Sterling fell on Thursday, undermined by growing concerns of a ‘hard’ exit by Britain from the European Union and sidestepping Prime Minister Theresa May’s comments on the impact of loose monetary policy.
May, in a speech to the party faithful on Wednesday, raised the issue of the side effects of ultra-low interest rates and money-printing bolstering a view that policymakers are probably reaching a limit to monetary stimulus with benchmark rates in several western countries already at negative levels.
It also led to speculation that the government was probably against further interest rate cuts by the Bank of England, given the adverse impact on savings and pensions.
“In our view, this suggests that once (BoE chief) Mark Carney’s term is finished at the BoE, he may be replaced by someone more hawkish on policy,” said Charalambos Pissouros, senior analyst at IronFX Global.
“Although this could be seen as a relatively bullish signal for sterling, traders are currently more concerned with political risks and the possibility of a “hard Brexit” rather than monetary policy or economic data.”
Carney was appointed in 2012 for five years, but has come under criticism from some political figures who said he tried to frighten the electorate into voting to stay in the European Union in a referendum held on June 23. Britons voted to leave the EU in the vote.
Sterling was down 0.2 percent at $1.2720, not far from a 31-year low of $1.2686 struck on Wednesday. It has already lost over 2 percent this week, hurt by May’s announcement on Sunday that the formal process to take Britain out of the EU will start by the end of March.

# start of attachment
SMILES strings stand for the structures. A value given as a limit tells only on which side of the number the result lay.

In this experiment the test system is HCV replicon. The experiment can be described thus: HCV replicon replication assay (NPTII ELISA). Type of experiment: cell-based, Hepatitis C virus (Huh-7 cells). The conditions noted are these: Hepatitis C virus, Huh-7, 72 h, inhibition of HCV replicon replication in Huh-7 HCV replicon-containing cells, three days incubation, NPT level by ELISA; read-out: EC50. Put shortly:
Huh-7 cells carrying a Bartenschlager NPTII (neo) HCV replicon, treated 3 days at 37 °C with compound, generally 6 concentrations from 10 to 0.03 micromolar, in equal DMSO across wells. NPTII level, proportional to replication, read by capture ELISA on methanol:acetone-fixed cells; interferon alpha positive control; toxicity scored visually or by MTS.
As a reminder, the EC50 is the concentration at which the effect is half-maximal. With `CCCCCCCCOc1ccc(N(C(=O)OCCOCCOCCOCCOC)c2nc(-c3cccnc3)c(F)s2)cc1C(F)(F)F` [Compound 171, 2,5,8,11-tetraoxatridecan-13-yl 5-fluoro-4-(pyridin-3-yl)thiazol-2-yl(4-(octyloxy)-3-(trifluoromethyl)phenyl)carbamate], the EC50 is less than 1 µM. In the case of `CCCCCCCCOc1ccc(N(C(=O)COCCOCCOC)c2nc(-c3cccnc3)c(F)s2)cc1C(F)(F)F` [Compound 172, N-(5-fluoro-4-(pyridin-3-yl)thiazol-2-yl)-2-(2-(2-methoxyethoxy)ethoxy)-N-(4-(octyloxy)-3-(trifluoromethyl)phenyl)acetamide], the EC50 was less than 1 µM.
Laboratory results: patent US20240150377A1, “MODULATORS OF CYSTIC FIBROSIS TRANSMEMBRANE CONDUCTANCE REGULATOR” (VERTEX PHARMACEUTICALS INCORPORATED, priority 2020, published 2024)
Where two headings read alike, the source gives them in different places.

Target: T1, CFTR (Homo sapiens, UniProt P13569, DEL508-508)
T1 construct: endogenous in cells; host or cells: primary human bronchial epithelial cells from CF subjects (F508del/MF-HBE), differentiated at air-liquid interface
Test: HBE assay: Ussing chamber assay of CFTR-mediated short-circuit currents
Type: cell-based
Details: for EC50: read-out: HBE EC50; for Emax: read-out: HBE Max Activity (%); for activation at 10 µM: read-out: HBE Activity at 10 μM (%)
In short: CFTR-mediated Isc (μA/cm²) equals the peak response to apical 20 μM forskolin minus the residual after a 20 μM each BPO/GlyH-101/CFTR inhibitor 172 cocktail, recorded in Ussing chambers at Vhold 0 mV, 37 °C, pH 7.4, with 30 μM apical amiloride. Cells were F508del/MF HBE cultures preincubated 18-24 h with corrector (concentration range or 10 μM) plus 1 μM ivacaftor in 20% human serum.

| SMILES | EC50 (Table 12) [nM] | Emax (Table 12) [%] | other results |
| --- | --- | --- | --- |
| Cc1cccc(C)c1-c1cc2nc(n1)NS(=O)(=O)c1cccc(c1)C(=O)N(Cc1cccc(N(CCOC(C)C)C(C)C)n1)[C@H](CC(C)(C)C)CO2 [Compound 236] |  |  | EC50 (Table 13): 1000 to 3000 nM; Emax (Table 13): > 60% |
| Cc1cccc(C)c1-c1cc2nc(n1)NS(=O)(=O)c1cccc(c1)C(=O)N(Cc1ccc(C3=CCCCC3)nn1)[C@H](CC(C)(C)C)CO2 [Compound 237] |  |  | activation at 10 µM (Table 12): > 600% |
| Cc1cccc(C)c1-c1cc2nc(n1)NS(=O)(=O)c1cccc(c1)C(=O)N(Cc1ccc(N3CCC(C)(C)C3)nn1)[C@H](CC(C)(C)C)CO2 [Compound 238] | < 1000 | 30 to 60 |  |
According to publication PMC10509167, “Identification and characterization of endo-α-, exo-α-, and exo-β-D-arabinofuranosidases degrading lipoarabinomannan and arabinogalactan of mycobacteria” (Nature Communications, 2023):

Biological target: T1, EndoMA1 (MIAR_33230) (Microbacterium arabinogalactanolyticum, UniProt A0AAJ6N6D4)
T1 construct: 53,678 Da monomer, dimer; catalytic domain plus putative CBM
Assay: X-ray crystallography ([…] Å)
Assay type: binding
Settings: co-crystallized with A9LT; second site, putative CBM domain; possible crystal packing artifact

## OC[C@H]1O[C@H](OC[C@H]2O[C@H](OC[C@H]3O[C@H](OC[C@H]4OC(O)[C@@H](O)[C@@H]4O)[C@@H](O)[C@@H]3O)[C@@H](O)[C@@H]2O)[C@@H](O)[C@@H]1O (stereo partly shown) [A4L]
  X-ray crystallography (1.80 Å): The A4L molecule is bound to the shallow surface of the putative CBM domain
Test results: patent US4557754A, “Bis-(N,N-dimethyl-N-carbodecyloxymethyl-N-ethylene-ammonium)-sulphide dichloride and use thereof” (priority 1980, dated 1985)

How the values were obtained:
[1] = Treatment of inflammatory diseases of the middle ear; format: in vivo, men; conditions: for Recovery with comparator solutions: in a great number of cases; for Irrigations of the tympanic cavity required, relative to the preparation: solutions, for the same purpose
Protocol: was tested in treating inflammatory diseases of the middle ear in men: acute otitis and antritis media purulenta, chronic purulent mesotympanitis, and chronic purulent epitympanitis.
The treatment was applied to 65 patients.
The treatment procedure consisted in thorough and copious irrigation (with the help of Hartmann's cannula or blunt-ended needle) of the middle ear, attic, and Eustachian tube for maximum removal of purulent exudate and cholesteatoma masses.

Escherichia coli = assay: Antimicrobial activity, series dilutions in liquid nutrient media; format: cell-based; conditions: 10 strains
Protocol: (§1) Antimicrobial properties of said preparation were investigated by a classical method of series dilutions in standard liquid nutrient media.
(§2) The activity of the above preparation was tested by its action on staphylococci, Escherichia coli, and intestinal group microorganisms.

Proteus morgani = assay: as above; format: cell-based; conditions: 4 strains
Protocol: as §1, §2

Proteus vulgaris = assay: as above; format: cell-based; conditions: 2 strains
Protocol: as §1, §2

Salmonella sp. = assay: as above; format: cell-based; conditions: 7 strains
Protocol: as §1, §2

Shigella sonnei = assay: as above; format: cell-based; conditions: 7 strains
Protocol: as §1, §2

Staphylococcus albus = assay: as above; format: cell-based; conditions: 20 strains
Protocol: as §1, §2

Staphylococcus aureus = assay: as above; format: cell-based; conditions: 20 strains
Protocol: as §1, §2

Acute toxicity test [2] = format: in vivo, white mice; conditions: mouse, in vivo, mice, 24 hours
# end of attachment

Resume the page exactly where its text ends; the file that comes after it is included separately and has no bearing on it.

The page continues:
The euro was up 0.2 percent at 88.085 pence, having struck a five-year high of 88.43 pence on Wednesday. Sterling trade weighted index was down at 76.1, its lowest since early 2009.
Many economists and investors think May’s government is leaning toward a “Hard Brexit” option where Britain quits the single market in favour of imposing controls on immigration. Some fear that could hinder trade and constrict the foreign investment needed to fund Britain’s huge current account deficit, one of the biggest in the developed world.
Economic activity has held up better than many had expected since the June referendum to leave the EU, but many policymakers are anxious about the prospects for future investment. Subdued investments are likely to hit growth and lead to job losses.
A report on Tuesday commissioned by consultancy firm Oliver Wyman said Britain’s financial industry could lose up to 38 billion pounds ($48.3 billion) in revenue if the deal leaves it with restricted access to the EU single market.
“May has pushed her party way across the centre ground – taking issue with self-serving individuals and businesses and appealing to the non-metropolitan voter,” said Chris Turner, head of currency strategy at ING.
“That does not bode well for financial services in Brexit discussions. While the euro/sterling could correct lower a dip to 87.35/50 looks a buy.